A broadband X-ray study of supernova remnant 3C 397

S. Safi-Harb, R. Petre, K. A. Arnaud, J. W. Keohane, K. J. Borkowski, K. K. Dyer, S. P. Reynolds, J. P. Hughes

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21 Scopus citations

Abstract

We present a broadband imaging and spectral study of the radio-bright supernova remnant (SNR) 3C 397 with ROSAT, ASCA, and RXTE. A bright X-ray spot seen in the HRI image hints at the presence of a pulsar-powered component and gives this SNR a composite X-ray morphology. Combined ROSAT and ASCA imaging shows that the remnant is highly asymmetric, with its X-ray emission peaking at the western lobe. The hard-band images obtained with the ASCA Gas Imaging Spectrometer show that much of the hard X-ray emission arises from the western lobe, associated with the SNR shell, with little hard X-ray emission associated with the central hot spot. The spectrum from 3C 397 is heavily absorbed and dominated by thermal emission with emission lines evident from Mg, Si, S, Ar and Fe. Single-component models fail to describe the X-ray spectrum, and at least two components are required: a soft component characterized by a low temperature and a large ionization timescale, and a hard component required to account for the Fe-K emission line and characterized by a much lower ionization timescale. We use a set of nonequilibrium ionization (NEI) models (Borkowski et al., in preparation), and find that the fitted parameters are robust. The temperatures from the soft and hard components are ∼0.2 keV and ∼1.6 keV respectively. The corresponding ionization timescales n0t (n0 being the preshock hydrogen density) are ∼6 × 1012 cm-3 s and ∼6 × 1010 cm-3 s, respectively. The large n0t of the soft component suggests it is approaching ionization equilibrium; thus it can be fit equally well with a collisional equilibrium ionization model. The spectrum obtained with the Proportional Counter Array (PCA) of RXTE is contaminated by emission from the Galactic ridge, with only ∼15% of the count rate originating from 3C 397 in the 5-15 keV range. The PCA spectrum allowed us to confirm the thermal nature of the hard X-ray emission. A third component originating from a pulsar-driven component is possible, but the contamination of the source signal by the Galactic ridge did not allow us to determine its parameters or find pulsations from any hidden pulsar. We discuss the X-ray spectrum in the light of two scenarios: a young ejecta-dominated remnant of a core-collapse SN, and a middle-aged SNR expanding in a dense ISM. In the first scenario, the hot component arises from the SNR shell, and the soft component from an ejecta-dominated component. 3C 397 would be a young SNR (a few thousand years old), but intermediate in dynamical age between the young historical shells (like Tycho or Kepler), and those that are well into the Sedov phase of evolution (like Vela). In the second scenario, the soft component represents the blast wave propagating in a dense medium, and the hard component is associated with hot gas encountering a fast shock, or arising from thermal conduction. In this latter scenario, the SNR would be ∼twice as old, and transitioning into the radiative phase. The current picture we present in this paper is marginally consistent with this scenario, but it cannot be excluded. A spatially resolved spectroscopic study is needed to resolve the soft and hard components and differentiate between the two scenarios. Future Chandra and XMM data will also address the nature of the mysterious central (radio-quiet) X-ray spot.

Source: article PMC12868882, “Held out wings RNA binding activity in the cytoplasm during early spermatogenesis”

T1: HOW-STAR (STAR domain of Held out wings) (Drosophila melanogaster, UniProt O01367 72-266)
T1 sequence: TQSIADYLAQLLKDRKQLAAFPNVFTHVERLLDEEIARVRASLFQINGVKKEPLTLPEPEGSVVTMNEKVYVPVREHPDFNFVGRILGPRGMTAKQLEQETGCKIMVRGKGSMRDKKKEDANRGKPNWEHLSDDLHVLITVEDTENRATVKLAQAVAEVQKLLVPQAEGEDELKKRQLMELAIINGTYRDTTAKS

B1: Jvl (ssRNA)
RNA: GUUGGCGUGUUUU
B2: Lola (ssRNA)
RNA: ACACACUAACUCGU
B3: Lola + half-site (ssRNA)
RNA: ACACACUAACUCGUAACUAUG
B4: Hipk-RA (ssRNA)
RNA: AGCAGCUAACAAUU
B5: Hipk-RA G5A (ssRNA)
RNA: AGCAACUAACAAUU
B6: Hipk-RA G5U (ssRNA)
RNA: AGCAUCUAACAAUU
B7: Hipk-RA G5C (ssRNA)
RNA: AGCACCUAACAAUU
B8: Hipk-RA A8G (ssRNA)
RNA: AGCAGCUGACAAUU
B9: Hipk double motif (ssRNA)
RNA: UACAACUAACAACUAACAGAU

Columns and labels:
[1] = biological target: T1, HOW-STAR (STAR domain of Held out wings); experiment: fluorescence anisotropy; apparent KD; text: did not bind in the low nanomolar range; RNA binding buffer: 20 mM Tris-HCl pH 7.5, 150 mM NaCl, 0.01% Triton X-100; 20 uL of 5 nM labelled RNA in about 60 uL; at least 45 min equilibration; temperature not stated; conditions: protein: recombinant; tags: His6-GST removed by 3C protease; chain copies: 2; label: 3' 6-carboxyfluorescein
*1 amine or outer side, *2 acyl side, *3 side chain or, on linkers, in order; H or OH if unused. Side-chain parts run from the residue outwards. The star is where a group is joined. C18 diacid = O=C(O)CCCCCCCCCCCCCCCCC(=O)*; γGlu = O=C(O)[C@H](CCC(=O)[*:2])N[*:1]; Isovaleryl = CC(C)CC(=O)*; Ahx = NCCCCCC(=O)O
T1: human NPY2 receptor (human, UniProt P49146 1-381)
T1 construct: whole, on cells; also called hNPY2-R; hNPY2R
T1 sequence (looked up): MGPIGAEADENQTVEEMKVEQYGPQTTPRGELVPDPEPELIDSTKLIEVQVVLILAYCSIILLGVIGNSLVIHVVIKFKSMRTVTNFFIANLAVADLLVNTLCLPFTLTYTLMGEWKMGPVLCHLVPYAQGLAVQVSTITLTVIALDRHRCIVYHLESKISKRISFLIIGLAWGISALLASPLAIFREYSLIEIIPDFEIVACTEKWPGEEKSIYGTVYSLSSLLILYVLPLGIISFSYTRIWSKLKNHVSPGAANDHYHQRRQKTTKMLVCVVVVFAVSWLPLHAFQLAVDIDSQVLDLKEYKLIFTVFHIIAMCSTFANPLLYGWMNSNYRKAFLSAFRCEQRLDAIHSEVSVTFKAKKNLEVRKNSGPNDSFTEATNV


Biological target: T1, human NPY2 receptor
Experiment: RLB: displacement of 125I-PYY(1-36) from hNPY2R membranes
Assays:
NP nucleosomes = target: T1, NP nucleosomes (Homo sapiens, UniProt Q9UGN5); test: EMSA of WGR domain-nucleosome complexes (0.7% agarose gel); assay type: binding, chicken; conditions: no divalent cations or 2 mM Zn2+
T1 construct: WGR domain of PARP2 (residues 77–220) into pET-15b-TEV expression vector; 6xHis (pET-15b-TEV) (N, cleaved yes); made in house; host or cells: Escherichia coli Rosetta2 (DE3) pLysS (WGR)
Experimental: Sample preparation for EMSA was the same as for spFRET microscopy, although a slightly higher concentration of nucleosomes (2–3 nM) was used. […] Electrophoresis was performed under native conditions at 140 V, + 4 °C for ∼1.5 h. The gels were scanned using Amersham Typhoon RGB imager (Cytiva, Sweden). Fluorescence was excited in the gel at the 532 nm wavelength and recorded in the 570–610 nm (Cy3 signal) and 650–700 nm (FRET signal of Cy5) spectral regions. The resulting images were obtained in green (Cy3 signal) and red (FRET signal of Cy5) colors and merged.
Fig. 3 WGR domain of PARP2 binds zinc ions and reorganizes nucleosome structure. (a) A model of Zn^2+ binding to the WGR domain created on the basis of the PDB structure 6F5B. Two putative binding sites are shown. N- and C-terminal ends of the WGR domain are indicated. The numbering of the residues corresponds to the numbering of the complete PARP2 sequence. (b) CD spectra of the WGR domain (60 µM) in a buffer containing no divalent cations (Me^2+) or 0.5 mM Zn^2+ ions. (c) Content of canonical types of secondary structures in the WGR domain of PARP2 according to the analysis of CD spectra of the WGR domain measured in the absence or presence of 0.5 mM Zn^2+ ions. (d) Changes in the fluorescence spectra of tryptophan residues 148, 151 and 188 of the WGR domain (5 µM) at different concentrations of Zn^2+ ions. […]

Original languageEnglish (US)
Pages (from-to)922-938
Number of pages17
JournalAstrophysical Journal
Volume545
Issue number2 PART 1
DOIs
StatePublished - Dec 20 2000

All Science Journal Classification (ASJC) codes

  • Astronomy and Astrophysics
  • Space and Planetary Science

Keywords

  • ISM: individual (3C 397)
  • Stars: neutron
  • Supernova remnants
  • X-rays: ISM

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